So today is Valentine's Day. A day dedicated to love. I'm single and thinking about dinner. It's not upsetting or depressing, but it is frustrating. I'm constantly battling this desire to be thin with my love of food. It makes me think so little of myself, knowing that the biggest thing getting in the way of my happiness has nothing to do with men or dating: it has to do with me. I can not accept myself for who I am because I have this ridiculous idea about what I need to be. I don't think I am alone here, either.

Today I am letting go. I don't want to want to be anyone else anymore.
Happy Valentine's Day, Jenna.

I have decided to embrace radical self-acceptance. Tonight I looked in the mirror, took a few deep breaths, and smiled. This is who I am. I'm a size ten. My hair is thin. My skin is blotchy, scared, and scratched. My arms are flabby over my bucket muscles. My teeth aren't great. My wardrobe is basic. But this is who I am. I accept it, and am grateful to possess it, and I am tired of believing it's not good enough. In fact, it does a pretty damn good job around here. Not everyone has a body that can run five miles in the summer, wrestle a ram, or take care of a farm through a -25 degree night. Some folks don't even have the ability to stand up—and yet here I am—being down on myself because my perfectly adequate legs aren't fit for the cover of a lululemon catalog? Well guess what dear readers, thoroughbreds aren't draft animals. I am 100% Percheron.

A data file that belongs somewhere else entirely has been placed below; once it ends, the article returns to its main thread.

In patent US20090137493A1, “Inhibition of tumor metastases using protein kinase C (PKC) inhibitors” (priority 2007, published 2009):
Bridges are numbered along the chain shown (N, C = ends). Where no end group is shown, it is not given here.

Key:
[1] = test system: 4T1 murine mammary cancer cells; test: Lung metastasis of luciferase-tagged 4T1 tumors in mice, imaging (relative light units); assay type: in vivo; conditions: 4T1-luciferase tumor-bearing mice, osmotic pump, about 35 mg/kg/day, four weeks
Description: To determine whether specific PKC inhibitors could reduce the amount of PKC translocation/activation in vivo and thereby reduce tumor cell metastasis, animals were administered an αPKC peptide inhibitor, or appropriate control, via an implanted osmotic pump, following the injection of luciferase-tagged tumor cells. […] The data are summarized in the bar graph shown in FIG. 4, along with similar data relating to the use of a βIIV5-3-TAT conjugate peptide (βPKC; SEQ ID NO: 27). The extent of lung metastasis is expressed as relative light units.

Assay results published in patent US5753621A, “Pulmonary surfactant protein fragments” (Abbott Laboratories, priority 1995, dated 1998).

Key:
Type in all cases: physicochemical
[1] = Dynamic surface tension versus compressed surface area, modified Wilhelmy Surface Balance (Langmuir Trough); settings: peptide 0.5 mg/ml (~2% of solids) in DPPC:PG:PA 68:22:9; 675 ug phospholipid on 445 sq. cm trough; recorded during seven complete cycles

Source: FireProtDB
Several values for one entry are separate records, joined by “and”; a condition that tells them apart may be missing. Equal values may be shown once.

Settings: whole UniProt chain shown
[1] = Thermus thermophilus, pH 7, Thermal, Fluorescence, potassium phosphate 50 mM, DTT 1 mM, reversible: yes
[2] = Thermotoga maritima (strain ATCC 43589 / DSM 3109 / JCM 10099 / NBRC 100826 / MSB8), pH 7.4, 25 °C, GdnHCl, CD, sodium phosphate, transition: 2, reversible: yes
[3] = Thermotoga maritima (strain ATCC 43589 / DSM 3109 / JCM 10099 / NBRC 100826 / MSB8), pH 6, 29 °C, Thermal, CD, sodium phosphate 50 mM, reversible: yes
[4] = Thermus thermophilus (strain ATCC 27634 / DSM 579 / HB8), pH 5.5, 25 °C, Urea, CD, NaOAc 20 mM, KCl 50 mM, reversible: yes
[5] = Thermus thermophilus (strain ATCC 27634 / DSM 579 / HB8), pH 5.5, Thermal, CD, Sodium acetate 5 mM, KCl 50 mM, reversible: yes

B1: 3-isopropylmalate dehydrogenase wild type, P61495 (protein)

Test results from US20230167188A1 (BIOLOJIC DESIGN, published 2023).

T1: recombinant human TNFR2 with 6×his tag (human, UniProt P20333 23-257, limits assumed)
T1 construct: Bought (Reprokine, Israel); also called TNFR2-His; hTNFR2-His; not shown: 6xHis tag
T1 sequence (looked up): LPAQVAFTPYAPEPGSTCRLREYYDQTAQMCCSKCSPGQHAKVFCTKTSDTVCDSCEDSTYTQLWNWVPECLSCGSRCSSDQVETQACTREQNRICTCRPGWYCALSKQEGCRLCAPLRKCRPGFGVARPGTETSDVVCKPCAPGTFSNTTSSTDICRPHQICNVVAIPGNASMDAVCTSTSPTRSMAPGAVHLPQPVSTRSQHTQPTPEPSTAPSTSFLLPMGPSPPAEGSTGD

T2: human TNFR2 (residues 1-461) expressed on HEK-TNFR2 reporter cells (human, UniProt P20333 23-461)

I'm not saying I'm settling. I'm not saying I'm giving up. I'm not saying I should put down those three-pound weights or throw out my running shoes. Accepting myself as is is isn't about giving up on goals—it's about not being angry for not obtaining them yet. I'm embarrassed about how self-conscious I was about my appearance. Embarrassed because I know this isn't the right way to go through the world. This ride is too short, and I am spending the whole time worrying if other people in line think my ankles look fat in chacos. Well, I'm done with that. I'm just going to step onto the rollercoaster now. No one else who is actually enjoying in the ride cares about your ankles, just the people waiting in line do.